Sunday, September 8, 2013

Aperture - VidGeeky Word of the Day

Let there be light and enough of it. If you have a recording device the one this you need to understand knowing when you have enough light to record video.

Before you can answer that question, you need to understand about aperture and f/stops. This is a brief introduction.

I am going for concept and not necessarily the most technically accurate explanation. In addition, there are a lot a factors that can affect the quality of a recording. The size of the image sensor, distance, the type of light and the diameter of your lens all play a factor in making a quality video.

Example of an adjustable aperture in a lens

I want to focus on this one aspect of recording that can solve a lot of video exposure problems.

What Is Aperture?

Aperture is the opening your camera or recording devices lens uses to allow light to make contact with film or an image sensor.

Sometimes aperture is referred to as the iris of the lens but no matter which term is used the concept is the same; it is the size of the opening that allows light to pass through to make a recording.

This is where it gets a little confusing but it will make sense in a moment.

F/Stop Scale from Wikipedia

The wider the aperture the more light comes into the device. The smaller the aperture the less light comes into the device. That makes sense.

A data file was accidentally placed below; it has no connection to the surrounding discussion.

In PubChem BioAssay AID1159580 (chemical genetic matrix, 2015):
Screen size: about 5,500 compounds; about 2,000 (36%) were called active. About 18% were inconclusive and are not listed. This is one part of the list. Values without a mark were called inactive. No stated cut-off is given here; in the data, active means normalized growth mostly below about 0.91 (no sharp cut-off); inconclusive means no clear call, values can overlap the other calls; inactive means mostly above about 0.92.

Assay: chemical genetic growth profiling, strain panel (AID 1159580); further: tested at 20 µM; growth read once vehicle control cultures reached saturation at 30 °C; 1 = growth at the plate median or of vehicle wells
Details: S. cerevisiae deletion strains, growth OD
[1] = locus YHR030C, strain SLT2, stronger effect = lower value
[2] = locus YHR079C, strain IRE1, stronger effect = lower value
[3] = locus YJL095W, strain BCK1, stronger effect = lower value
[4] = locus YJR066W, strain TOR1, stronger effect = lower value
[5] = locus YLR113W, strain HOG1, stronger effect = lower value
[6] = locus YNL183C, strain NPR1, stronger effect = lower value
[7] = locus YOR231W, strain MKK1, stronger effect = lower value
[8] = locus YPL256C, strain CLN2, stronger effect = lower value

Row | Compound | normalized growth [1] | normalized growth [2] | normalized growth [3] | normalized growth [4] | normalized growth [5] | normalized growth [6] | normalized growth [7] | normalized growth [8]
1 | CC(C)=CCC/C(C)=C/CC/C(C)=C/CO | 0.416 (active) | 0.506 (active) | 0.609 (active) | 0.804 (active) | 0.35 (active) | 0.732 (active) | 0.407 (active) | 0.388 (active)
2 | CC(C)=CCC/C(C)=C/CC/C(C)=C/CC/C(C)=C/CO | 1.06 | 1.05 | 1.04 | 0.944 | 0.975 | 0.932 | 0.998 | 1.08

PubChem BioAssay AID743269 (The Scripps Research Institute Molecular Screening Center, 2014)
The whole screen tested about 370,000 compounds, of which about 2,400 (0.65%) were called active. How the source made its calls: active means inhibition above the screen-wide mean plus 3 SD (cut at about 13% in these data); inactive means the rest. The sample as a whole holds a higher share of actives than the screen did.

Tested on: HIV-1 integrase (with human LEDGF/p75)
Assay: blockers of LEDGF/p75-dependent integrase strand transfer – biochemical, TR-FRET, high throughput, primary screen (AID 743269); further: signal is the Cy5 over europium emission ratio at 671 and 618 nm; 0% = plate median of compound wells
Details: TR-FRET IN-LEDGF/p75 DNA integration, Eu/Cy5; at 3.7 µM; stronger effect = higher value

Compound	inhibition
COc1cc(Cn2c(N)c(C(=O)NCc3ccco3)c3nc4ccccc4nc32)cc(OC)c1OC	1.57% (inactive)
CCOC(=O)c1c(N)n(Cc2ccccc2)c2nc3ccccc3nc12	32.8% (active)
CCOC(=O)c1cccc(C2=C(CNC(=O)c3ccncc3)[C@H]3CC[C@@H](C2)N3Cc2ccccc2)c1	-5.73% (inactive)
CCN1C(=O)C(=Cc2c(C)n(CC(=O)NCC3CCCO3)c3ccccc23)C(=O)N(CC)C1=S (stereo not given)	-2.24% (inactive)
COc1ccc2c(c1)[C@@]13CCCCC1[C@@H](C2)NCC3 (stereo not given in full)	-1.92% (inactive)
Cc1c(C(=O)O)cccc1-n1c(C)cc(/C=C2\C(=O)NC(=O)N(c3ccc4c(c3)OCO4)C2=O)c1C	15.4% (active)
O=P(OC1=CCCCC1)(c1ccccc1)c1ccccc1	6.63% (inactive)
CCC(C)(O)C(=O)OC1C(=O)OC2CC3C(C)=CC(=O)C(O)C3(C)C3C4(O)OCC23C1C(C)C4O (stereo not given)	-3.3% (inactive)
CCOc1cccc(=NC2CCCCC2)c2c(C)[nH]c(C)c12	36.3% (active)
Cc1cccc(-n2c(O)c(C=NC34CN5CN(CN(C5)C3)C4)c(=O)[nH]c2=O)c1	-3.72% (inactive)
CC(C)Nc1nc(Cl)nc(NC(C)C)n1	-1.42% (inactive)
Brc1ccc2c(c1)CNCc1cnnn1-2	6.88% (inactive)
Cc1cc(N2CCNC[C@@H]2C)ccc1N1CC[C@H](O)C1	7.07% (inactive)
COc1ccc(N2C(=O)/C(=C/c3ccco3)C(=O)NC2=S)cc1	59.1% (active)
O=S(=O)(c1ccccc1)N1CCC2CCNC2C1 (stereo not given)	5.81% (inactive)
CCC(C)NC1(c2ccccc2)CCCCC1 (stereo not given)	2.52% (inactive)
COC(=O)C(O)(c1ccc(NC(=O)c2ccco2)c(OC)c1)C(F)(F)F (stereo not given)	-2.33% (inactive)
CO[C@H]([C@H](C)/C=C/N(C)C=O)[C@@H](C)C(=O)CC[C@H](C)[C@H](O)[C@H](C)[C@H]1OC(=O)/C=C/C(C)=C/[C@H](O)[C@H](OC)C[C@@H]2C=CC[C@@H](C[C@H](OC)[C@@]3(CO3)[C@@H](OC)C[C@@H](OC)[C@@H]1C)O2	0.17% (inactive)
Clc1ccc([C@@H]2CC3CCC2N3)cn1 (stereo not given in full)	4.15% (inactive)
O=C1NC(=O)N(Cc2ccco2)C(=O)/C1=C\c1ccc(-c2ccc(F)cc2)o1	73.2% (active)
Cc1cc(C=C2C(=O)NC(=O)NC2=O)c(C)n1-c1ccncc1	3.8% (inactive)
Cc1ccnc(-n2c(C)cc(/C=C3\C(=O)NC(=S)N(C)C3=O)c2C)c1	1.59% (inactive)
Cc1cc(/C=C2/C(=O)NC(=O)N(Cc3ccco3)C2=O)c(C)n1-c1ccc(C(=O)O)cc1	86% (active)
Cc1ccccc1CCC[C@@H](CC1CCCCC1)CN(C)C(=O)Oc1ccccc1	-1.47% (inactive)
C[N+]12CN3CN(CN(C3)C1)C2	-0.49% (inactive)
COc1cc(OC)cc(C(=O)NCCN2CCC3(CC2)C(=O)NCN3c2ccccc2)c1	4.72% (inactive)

The scale used to describe the opening of the aperture is called an f/stop. This is where it gets a little dippy.

The smaller the f/stop number the bigger the opening.  f/1.4 is twice as large as f/2.8. Or the other way to think about it, f/2.8 allows half as much light as f/1.4.

F/2 allows twice as much light as f/4. Or f/4 allows half the amount of light as f/2.

Fixed and Adjustable Aperture

There are two types of apertures; a fixed aperture and an adjustable aperture.

On smartphones and tablets it is a fixed aperture; generally around f/2.4 and higher. Consumer level camcorders also have a fixed aperture. Camcorder users might have a work around that  smartphone/tablet users do not have but you still need to be aware of your lighting conditions.

Standard digital cameras that record videos, Micro 4/3 Cameras and DSL Cameras have adjustable apertures. You can select the most appropriate f/stop for your situation but some of those cameras don't allow adjustments as you are recording video.

Yeah, So?

Be aware of the light around you and your recording device ability. It will help you make a better video. If your smartphone has an aperture of f/2.8 and your are recording indoors with a single light bulb that isn't going to be a very good recording.  At f/4 it might not even be visible.

Standard camcorder outside in bright sun with an f/2 lens might be too much of a good thing. On a cloudy day it could be perfect. You might have to make location or other types of adjustments.

Digital cameras that record video, Micro 4/3 Cameras and DSL Cameras have adjustable apertures. You can select the most appropriate lighting for your situation but some of those cameras don't allow adjustments as your are recording video.

Know what your equipment can do.

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